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A first-time buyer’s guide to understanding property transactions

Bond originator, conveyancer, general valuation roll … if these terms mean little to nothing to you, you’ve come to the right place. 

Whether you are thinking of buying, renting or selling, we’ve got an A-Z list of common property transaction terms to make sure you are in the loop and on top of your lingo when you are dealing with property experts. Let’s go:

  • Asking price: This is the price set for the home, usually suggested by a real estate professional based on a competitive market analysis and agreed to by the seller. Depending on demand, buyers can choose to make offers above or below the asking price.
  • Bond Originator: A free service that can help buyers find the best deal on their home loan. Bond originators have several services that will help buyers navigate the bond application process more efficiently. 
  • Conveyancer (also known as a transferring attorney): A legal professional who will attend to all the paperwork and other legalities that are required for a property transfer to take place. 
  • Deposit: An amount of upfront cash provided to the buyer upon acceptance of an offer to purchase. The rule of thumb here is roughly 10% of the asking price. A deposit is not a legal requirement, but can make a buyer’s offer more appealing and could help the buyer acquire the remaining home finance.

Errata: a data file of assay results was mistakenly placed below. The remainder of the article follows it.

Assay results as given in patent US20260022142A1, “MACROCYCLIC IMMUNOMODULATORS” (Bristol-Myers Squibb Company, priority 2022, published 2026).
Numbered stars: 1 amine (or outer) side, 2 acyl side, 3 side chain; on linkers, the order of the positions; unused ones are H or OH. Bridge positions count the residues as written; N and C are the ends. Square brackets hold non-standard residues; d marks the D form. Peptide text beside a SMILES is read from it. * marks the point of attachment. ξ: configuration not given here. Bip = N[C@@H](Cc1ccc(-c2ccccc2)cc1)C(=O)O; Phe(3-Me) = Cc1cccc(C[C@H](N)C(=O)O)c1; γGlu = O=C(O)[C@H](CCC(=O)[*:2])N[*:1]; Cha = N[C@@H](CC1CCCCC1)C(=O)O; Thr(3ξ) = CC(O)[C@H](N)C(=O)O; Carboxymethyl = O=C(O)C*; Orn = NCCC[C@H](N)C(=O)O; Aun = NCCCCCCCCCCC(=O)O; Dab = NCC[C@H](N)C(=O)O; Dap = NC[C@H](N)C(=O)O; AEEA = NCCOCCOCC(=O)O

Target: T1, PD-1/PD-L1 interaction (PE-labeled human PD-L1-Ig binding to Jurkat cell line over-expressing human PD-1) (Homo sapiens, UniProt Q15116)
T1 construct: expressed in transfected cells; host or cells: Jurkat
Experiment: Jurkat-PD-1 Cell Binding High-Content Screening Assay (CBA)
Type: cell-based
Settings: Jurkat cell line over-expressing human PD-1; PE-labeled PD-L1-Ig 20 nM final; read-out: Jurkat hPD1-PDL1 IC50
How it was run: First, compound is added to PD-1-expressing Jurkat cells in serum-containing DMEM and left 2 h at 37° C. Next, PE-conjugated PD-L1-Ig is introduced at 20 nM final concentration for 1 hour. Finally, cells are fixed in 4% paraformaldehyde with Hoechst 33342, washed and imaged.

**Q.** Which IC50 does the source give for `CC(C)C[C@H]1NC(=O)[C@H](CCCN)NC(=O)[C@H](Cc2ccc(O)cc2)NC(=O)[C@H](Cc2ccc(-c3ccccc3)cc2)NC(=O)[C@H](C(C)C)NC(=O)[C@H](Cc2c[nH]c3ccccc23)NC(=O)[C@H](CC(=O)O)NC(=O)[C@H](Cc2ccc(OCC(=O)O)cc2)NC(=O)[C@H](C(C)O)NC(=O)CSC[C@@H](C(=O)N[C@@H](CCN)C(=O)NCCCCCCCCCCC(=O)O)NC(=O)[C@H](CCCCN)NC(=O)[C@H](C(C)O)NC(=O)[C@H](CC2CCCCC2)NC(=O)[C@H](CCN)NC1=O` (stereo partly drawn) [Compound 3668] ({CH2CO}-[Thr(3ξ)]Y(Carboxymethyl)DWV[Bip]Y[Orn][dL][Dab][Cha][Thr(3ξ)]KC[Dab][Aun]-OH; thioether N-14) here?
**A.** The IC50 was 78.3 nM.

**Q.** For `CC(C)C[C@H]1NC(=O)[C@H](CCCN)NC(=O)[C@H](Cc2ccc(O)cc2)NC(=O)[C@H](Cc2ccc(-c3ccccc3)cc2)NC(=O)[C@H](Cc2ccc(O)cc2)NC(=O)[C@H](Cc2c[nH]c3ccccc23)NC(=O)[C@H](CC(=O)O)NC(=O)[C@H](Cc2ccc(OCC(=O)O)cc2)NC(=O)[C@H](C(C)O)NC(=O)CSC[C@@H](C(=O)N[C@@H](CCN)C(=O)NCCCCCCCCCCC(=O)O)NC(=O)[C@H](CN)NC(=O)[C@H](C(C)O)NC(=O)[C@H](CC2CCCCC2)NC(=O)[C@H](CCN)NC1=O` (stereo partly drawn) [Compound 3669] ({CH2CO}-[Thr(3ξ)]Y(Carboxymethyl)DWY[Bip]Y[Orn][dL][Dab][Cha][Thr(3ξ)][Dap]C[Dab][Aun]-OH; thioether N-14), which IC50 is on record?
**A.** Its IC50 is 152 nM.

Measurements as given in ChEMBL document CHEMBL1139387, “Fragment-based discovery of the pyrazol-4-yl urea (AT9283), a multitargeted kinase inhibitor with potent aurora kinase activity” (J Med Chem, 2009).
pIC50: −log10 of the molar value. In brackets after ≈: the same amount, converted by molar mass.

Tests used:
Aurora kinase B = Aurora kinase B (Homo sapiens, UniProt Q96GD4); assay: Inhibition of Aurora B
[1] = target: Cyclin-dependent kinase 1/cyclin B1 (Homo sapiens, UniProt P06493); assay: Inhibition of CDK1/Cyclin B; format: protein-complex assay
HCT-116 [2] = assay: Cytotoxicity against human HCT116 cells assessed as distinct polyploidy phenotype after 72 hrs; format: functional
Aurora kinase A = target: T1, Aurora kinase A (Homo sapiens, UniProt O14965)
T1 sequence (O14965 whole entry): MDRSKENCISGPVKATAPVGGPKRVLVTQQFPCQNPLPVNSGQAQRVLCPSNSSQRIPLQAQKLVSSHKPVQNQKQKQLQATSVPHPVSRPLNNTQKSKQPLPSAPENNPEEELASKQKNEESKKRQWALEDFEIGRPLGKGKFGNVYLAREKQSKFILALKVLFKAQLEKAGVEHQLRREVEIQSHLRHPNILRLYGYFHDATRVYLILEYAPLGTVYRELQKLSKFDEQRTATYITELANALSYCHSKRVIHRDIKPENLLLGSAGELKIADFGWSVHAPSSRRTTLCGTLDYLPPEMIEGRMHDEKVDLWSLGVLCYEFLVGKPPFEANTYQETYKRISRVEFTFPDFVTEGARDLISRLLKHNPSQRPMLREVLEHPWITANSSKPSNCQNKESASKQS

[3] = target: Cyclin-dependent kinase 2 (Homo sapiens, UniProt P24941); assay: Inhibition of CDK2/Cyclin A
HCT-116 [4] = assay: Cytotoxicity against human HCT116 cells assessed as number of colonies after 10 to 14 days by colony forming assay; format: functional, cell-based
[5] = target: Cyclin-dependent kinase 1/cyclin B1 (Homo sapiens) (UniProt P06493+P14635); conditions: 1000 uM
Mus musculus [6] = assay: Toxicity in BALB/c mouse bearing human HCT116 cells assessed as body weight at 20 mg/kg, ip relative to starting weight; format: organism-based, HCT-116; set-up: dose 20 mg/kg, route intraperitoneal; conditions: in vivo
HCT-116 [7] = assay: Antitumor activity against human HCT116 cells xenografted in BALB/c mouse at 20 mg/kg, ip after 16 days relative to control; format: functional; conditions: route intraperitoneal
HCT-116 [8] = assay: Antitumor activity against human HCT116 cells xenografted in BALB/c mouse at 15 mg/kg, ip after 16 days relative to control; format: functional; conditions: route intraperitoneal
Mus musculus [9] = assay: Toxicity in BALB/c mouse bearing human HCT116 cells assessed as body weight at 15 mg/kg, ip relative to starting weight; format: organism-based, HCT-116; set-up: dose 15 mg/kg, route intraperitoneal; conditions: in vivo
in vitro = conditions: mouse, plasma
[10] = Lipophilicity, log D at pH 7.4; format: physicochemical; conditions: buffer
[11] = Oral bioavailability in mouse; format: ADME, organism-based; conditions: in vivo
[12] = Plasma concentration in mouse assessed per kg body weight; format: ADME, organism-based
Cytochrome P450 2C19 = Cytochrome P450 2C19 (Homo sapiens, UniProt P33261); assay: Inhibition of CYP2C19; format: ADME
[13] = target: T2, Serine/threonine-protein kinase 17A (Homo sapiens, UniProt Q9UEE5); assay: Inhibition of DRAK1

• General Valuation Roll: A document that presents a value upon which household municipal rates will be calculated until a new roll is issued. It is important to check this when it is released to make sure you do not end up paying more for municipal rates than what the home is truly worth. 
  • House Price Appreciation: a percentage of growth calculated based on average house prices in an area (usually calculated at a national level). These averages can provide an indication of how much more a property will cost in a year’s time. For landlords and tenants, these averages can provide an indication of what a fair annual rental escalation could be. 
  • Interest Rates: There are various rates at which interest is calculated on debts, including home loans. Consumers should focus on the Prime lending rate, as this is the base rate that banks use when offering loans to consumers. This will either be above or below Prime depending on how good your credit score is.
  • Off market sale: When a property is for sale, but it has not yet been publicly advertised or listed on any property portals.
  • Pre-approval:  A certificate issued by a bank that provides a buyer pre-approval of a certain loan amount, calculated based on what a buyer can afford. These amounts are only 100% finalised after the bank has completed a property valuation and has received a signed Offer to Purchase on a property.
  • Reserve Price: The minimum price set for a home when it is sold via auction.
  • Sole Mandate: A written agreement that places the responsibility on a single agent for a period of time. It is often far more effective to sign a sole mandate and allow one agent the space to secure the best sale. A sole mandate is also a more convenient option because sellers will only have to liaise and deal with one agent rather than several.
  • Turn-key property: A property that is move-in-ready, with no need to do any further renovations or updates.
  • Unconditional offer: An offer to purchase that is not subject to any other conditions, such as a home loan or private home inspection.  
  • Zoning: The type of property that can be built on a plot of land. Local planning authorities control zoning permissions.

For more property advice, visit RE/MAX.

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